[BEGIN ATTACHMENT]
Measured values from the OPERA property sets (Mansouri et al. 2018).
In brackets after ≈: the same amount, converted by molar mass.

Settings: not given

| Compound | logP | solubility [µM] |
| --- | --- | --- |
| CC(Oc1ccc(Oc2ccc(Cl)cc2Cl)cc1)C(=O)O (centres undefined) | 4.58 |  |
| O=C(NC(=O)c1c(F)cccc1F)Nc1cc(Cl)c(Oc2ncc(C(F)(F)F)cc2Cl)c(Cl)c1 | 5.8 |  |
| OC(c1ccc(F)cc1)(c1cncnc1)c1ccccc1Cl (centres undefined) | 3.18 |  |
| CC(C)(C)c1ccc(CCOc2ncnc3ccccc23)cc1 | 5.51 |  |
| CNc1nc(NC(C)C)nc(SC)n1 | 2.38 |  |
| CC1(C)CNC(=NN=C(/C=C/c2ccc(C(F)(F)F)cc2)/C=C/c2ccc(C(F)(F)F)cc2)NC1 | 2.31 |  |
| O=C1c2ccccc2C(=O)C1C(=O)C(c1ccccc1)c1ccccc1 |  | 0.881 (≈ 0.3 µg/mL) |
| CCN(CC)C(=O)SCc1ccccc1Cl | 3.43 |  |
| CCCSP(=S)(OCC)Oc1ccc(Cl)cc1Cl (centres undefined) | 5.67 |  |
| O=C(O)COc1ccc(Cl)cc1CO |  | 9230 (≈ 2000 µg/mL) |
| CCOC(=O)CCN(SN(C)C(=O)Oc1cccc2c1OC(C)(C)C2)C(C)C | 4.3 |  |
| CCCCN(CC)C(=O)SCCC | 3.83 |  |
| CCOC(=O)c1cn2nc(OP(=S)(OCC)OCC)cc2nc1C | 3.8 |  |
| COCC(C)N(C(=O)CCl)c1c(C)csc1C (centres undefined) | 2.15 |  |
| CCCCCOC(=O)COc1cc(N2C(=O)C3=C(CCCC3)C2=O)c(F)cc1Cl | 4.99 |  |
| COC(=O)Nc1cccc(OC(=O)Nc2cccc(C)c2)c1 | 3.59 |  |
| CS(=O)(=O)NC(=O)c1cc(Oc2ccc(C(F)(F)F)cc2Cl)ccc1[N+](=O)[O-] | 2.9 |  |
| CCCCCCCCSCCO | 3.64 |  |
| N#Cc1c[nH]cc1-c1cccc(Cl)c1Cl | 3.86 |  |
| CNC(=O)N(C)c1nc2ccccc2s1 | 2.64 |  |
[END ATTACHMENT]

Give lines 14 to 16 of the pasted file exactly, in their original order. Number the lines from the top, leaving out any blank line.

| CCCSP(=S)(OCC)Oc1ccc(Cl)cc1Cl (centres undefined) | 5.67 |  |
| O=C(O)COc1ccc(Cl)cc1CO |  | 9230 (≈ 2000 µg/mL) |
| CCOC(=O)CCN(SN(C)C(=O)Oc1cccc2c1OC(C)(C)C2)C(C)C | 4.3 |  |